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Volume 20 No. 45


The Cleveland Cavaliers will roll out a newly designed scorer’s table that team officials hope will dramatically boost the amount of television exposure for courtside advertisers.

The new design, pending league approval, eliminates the Cavaliers’ 40-foot scorer’s table used last season and replaces it with a 24-foot table at center court along with two 8-foot tables near the team benches.

The tentative new configuration was made to increase the amount of television exposure given to courtside advertisers, which in turn will lead to higher rates charged by the team to sponsors.

“One of the goals when I got here was to increase value to our sponsors by making sure we can offer more broadcast exposure,” said Brad Sims, senior vice president and chief revenue officer for the Cavaliers, who joined the team in June.

Sims, who came to the Cavaliers from the NBA’s team marketing and business operations division, believes that the Cavs’ new scorer’s table configuration will allow for more television exposure because most NBA action on television is seen in a half-court set.

Last year, the Cavaliers averaged about 4,300 seconds a game of TV exposure for courtside sponsors, but this year the team plans to increase average courtside exposure to more than 5,000 seconds a game.

The Cavs have not yet increased prices for courtside advertising, but rate hikes are expected once the team is able to track metrics from the system.

“Over time, teams have shortened their scorer’s table with the belief that there are more incremental dollars from the addition of ‘Hollywood’ seats,” Sims said. “It was eye-opening to me that some teams have tables that are too short [to maximize] exposure when the game is in a half-court set.”

The newly designed scorer’s table will shift the home and visiting teams’ television announcers to the new 8-foot tables while adding four more courtside seats. In addition, the current “Hollywood” seats in Quicken Loans Arena next to the team benches now will be moved eight feet closer to center court, allowing the team to potentially charge more for the relocated inventory, Sims said.

The Cavs’ courtside redesign is similar to changes made by the Boston Celtics a few years ago when they put signs at the ends of the team benches. The Cavaliers are putting their new tables much closer to center court for what they say brings more visible television advertising.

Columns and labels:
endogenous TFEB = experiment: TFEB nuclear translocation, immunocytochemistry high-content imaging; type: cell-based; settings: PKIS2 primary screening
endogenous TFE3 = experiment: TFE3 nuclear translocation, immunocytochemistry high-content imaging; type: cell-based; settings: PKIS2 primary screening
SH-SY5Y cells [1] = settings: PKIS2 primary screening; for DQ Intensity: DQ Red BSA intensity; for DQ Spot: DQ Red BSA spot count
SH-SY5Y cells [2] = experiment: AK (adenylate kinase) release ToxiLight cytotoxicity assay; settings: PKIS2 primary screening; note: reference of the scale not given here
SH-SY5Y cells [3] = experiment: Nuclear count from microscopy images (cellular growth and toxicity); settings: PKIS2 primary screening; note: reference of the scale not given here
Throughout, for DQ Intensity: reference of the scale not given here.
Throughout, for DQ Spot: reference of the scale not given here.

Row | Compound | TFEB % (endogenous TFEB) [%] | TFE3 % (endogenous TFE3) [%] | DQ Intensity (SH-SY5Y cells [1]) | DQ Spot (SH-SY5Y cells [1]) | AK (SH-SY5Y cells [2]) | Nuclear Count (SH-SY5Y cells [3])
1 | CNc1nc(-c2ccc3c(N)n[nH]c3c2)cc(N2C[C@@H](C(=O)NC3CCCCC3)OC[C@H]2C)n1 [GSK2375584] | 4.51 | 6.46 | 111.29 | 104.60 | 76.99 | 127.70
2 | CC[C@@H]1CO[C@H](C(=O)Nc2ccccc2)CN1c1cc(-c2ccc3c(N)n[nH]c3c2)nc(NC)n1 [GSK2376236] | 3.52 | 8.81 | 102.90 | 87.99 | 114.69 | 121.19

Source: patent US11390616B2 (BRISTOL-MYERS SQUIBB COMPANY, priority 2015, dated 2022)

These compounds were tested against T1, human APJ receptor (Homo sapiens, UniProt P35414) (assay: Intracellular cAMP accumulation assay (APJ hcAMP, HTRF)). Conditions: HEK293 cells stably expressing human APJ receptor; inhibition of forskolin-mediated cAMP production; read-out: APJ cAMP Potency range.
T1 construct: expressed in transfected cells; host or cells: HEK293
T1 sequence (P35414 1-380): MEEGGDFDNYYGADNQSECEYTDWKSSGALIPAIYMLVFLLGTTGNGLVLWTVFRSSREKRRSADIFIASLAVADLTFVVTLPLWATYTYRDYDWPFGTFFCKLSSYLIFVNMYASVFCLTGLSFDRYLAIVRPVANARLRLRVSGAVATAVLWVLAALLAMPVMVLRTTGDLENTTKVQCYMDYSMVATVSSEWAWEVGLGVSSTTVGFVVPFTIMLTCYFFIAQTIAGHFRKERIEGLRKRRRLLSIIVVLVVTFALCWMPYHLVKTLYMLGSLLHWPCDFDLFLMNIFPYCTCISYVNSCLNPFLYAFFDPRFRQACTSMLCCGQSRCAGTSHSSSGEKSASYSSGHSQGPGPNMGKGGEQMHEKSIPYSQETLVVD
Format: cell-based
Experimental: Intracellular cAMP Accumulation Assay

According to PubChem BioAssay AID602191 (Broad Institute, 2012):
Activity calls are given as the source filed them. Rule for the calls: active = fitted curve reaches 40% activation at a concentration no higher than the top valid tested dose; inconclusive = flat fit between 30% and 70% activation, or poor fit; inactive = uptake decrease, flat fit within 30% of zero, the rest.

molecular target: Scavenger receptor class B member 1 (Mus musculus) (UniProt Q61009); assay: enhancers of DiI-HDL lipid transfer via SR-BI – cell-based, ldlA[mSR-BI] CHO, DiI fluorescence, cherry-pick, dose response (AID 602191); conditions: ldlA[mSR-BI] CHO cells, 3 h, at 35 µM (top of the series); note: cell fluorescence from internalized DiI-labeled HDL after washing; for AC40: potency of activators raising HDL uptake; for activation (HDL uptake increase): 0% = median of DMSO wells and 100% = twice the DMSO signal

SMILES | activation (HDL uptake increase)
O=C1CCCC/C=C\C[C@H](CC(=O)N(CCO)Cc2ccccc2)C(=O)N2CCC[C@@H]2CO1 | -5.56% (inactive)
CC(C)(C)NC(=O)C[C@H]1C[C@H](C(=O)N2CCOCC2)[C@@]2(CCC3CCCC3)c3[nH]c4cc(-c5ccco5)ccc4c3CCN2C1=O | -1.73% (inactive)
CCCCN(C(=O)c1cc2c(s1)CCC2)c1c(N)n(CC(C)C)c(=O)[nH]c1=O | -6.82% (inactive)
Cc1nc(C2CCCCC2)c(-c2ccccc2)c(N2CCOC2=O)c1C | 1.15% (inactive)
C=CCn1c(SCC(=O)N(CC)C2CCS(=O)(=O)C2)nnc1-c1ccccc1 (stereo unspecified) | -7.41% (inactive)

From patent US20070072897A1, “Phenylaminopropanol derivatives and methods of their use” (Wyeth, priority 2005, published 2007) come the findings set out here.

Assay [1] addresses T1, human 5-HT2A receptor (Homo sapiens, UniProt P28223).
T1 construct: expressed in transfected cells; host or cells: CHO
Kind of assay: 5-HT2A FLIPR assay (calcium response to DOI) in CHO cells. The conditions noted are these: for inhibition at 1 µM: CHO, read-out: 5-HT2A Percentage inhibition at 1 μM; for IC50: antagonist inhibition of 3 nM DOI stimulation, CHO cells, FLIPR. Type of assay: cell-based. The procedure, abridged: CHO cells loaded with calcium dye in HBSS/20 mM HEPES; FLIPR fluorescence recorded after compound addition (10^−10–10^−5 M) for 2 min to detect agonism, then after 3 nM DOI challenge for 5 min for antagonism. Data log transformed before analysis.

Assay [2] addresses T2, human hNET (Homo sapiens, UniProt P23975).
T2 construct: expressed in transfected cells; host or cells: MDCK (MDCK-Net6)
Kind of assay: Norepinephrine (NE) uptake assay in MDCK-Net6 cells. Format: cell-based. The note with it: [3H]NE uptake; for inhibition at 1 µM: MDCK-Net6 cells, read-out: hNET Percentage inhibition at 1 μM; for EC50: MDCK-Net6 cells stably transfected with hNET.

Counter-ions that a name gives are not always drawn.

“It is a hybrid between a 60-foot table like at Madison Square Garden and what Boston has done,” Sims said, “We ended up with a modified version that we are excited about.”

The San Jose Earthquakes have signed 7Up Bottling, a subsidiary of the Dr Pepper Snapple Group, as the first founding partner for the team’s new stadium. The six-year deal is for mid-six figures annually, according to an industry source.

The sponsorship is scheduled to be announced Tuesday. The stadium is expected to open in 2014; its official groundbreaking is set for Oct. 21.

The beverage company will be a founding partner at the soccer club’s new stadium.
“We were determined to get at least one founding partner done before we even broke ground,” said Earthquakes President Dave Kaval. “7Up is a great partner for us, and they know that we deliver on our activations.”

The Earthquakes’ relationship with the company began in March 2011, when 7Up Bottling received exclusive pouring rights for its brands, including Snapple, A&W, Sunkist, RC Cola and Deja Blue Water, at the team’s current venue, Buck Shaw Stadium in Santa Clara, Calif.

As a founding partner at the new stadium in San Jose, 7Up will receive exclusive rights in the carbonated soft drink, iced tea and water categories. It also will be the presenting sponsor of the new venue’s Earthquakes’ Fan Zone. In addition, the team and sponsor are creating a recycling program for game days and will continue their A&W Root Beer Float Nights, through which more than $15,000 has been raised for local charities over the past two seasons. Before games, local celebrities make root beer floats for fans in return for voluntary donations.

“It’s an exciting time in the Earthquakes’ history,” said James Fox, general manager of 7Up Bottling. “We wanted to be part of the fantastic fan experience the new stadium will bring.”

Kaval said the Earthquakes plan to have a total of eight founding partners of the stadium, adding that the club is in “active negotiations with major corporations” for naming rights of the facility.

At a time when NHL clubs are more likely to be considering cutbacks in staff or compensation, the Florida Panthers are hiring.

Sunrise Sports & Entertainment, which controls the Panthers and the team’s BankAtlantic Center in Sunrise, Fla., has reorganized its corporate sponsorship department. As part of the restructuring, six staffers were reassigned to new responsibilities and four new employees were hired.

SSE President Michael Yormark said the uncertainty of a finalized collective-bargaining agreement between the NHL and NHL Players’ Association before the deal’s Sept. 15 expiration did not affect his decision to add staff.